Diet and lifestyle choices aren't only evident on the bathroom scale. The effect of these choices is also reflected with relative accuracy in cholesterol numbers.
The May issue of Mayo Clinic Health Letter looks at how an individual's lifestyle choices can affect "good" and "bad" cholesterol levels as well as levels of triglycerides, another blood fat.
Cholesterol isn't inherently bad. It's essential to normal body functions and is found in every cell of the body. Cholesterol helps with digestion and hormone production. But too much puts blood vessels at risk. Cholesterol and triglycerides travel through the bloodstream, attached to proteins called lipoproteins. Deposits of excess low-density lipoprotein, the "bad" cholesterol, in the blood vessel walls result in narrowing. As blood flow is restricted, the risk of heart attack, stroke or sudden death increases.
Two factors affecting total cholesterol, age and heredity, can't be controlled. But many can.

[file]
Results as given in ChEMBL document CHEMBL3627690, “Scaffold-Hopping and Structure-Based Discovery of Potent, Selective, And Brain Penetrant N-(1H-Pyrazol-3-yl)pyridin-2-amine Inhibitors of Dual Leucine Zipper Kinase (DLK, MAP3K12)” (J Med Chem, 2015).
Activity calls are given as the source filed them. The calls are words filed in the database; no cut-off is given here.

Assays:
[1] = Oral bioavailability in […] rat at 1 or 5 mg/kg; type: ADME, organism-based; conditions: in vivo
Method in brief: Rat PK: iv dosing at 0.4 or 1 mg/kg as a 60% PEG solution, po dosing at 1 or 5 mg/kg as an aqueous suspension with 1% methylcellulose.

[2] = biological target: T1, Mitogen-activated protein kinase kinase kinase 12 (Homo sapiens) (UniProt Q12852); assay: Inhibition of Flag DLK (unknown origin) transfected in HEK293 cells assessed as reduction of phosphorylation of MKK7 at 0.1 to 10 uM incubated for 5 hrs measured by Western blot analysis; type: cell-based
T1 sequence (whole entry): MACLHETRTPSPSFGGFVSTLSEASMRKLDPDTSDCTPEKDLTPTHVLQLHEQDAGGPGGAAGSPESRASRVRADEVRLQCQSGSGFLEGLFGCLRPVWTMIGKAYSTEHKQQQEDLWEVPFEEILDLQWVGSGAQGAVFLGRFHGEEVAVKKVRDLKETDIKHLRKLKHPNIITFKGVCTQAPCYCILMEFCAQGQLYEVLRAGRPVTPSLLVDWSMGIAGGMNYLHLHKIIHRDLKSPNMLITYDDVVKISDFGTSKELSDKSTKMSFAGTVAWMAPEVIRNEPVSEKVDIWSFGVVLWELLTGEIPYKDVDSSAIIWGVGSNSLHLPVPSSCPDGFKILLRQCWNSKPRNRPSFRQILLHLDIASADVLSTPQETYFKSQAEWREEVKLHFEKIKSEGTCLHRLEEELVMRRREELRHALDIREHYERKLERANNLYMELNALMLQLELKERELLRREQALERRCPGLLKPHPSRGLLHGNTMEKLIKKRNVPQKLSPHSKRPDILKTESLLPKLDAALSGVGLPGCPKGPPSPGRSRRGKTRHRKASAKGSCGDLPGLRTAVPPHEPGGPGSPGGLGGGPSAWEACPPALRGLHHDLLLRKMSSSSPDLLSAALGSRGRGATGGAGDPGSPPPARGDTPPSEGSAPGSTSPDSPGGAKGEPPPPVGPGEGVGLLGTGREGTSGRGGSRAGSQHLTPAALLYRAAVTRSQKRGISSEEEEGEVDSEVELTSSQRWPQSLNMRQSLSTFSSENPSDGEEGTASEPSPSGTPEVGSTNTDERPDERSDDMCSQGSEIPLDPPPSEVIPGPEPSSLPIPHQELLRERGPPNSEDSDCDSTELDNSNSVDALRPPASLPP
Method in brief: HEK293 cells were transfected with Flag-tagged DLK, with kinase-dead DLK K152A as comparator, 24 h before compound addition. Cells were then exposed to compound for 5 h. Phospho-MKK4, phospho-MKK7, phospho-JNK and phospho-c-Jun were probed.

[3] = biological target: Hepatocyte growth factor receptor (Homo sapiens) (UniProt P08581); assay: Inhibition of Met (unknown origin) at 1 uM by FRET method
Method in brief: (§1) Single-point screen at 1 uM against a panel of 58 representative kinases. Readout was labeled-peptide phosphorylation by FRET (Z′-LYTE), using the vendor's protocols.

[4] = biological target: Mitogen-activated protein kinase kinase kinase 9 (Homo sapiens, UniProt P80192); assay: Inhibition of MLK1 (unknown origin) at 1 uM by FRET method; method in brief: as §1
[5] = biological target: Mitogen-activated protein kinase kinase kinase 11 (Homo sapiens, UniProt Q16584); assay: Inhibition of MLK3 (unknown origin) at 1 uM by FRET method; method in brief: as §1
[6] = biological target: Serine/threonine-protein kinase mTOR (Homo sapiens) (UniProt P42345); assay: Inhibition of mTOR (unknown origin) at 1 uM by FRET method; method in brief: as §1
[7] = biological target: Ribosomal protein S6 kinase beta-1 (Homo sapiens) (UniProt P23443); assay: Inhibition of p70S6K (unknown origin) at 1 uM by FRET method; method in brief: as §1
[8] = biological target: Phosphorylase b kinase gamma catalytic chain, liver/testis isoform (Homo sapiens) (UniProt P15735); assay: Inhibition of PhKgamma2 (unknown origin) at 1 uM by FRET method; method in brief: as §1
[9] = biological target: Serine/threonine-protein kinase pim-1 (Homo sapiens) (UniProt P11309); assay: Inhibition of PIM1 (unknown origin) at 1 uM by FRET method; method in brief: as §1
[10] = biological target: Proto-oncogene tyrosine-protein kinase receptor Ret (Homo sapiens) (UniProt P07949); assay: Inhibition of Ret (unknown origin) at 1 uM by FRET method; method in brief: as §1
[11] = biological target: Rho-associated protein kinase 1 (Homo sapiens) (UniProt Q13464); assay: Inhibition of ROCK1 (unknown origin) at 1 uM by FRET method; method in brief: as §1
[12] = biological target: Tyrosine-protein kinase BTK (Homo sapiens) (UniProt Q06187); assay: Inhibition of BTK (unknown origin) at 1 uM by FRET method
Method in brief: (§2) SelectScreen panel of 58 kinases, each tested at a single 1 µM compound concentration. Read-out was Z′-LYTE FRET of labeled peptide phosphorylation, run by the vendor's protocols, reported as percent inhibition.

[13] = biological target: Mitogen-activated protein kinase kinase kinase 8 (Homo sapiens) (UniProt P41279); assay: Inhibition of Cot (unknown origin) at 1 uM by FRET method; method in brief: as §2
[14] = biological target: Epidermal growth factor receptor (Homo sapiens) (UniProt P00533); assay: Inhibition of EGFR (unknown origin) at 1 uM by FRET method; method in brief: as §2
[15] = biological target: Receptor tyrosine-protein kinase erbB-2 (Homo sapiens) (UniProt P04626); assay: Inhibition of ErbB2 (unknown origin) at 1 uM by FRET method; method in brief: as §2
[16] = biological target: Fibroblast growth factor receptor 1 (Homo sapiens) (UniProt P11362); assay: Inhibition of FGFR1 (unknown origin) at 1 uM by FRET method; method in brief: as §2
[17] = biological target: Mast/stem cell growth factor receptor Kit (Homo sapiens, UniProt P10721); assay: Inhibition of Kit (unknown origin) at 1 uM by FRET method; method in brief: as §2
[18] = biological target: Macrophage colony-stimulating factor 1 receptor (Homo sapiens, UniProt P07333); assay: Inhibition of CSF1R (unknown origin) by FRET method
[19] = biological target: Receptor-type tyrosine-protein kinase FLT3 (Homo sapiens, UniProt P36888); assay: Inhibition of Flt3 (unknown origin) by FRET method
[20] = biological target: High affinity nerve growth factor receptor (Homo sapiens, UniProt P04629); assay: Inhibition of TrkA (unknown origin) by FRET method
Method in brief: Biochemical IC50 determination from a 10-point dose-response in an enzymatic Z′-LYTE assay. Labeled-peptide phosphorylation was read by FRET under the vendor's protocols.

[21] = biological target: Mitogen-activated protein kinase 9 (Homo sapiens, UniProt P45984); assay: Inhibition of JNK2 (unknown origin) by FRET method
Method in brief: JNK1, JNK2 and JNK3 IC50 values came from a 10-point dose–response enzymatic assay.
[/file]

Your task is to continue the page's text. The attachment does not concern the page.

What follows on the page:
For elevated LDL ("bad") cholesterol: The leading contributor to elevated LDL cholesterol is a diet high in saturated and trans fats. To reduce LDL levels, limit saturated fats, trans fats and high-cholesterol foods. To improve your cholesterol, use cholesterol-lowering foods made with plant sterols, for example, the margarine-like spreads. Another strategy is to eat more foods high in soluble fiber, such as oatmeal, apples and kidney beans.
For low HDL ("good") cholesterol: A sedentary lifestyle and lack of exercise are major causes of low HDL levels. To make a difference, significantly increase the frequency and intensity of exercise. Also beneficial is boosting HDL-friendly omega-3 fatty acid intake by eating fatty fish (salmon, mackerel) or taking fish oil supplements.
For high triglycerides: Contributors to high triglyceride levels are being overweight, a high intake of sugary food and excess alcohol consumption. To lower triglyceride levels, cut back on calories, limit sugar and alcohol, and get regular exercise. Other strategies include losing excess weight, eating more whole grains and taking fish oil supplements.
Sometimes, diet and lifestyle choices alone aren't enough to manage total cholesterol levels. Yet, diet and exercise are important management strategies even when cholesterol-lowering medications are indicated.
Mayo Clinic Health Letter